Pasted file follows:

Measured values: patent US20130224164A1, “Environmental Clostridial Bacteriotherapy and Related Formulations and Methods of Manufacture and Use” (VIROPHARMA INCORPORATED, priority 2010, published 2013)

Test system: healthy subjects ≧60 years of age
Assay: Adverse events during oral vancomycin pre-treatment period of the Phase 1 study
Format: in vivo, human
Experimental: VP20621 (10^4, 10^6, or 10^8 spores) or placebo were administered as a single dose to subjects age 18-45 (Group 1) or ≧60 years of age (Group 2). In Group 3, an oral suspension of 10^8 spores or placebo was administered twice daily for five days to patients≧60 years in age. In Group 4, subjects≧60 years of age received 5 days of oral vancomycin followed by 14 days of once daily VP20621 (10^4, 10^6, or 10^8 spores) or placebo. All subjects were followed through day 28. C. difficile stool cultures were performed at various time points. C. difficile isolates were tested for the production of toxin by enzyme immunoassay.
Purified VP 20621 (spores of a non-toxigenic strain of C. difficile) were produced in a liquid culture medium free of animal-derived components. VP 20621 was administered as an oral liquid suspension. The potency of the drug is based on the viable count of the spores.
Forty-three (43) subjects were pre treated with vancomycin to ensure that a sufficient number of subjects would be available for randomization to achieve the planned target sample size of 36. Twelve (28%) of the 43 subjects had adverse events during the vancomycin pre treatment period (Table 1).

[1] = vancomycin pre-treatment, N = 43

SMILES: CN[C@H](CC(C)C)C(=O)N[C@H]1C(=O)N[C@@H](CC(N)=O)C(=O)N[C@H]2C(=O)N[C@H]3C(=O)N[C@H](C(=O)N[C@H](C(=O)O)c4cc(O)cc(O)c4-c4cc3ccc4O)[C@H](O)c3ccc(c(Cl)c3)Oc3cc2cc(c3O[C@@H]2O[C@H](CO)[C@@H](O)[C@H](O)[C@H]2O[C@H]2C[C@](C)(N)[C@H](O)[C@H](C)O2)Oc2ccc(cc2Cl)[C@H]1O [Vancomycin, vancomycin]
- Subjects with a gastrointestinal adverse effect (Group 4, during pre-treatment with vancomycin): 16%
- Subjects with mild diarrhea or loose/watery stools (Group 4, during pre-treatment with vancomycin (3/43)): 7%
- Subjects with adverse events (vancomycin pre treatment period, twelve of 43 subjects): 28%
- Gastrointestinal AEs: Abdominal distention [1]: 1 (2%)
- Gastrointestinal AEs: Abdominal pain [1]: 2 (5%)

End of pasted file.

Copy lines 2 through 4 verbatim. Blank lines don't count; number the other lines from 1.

Test system: healthy subjects ≧60 years of age
Assay: Adverse events during oral vancomycin pre-treatment period of the Phase 1 study
Format: in vivo, human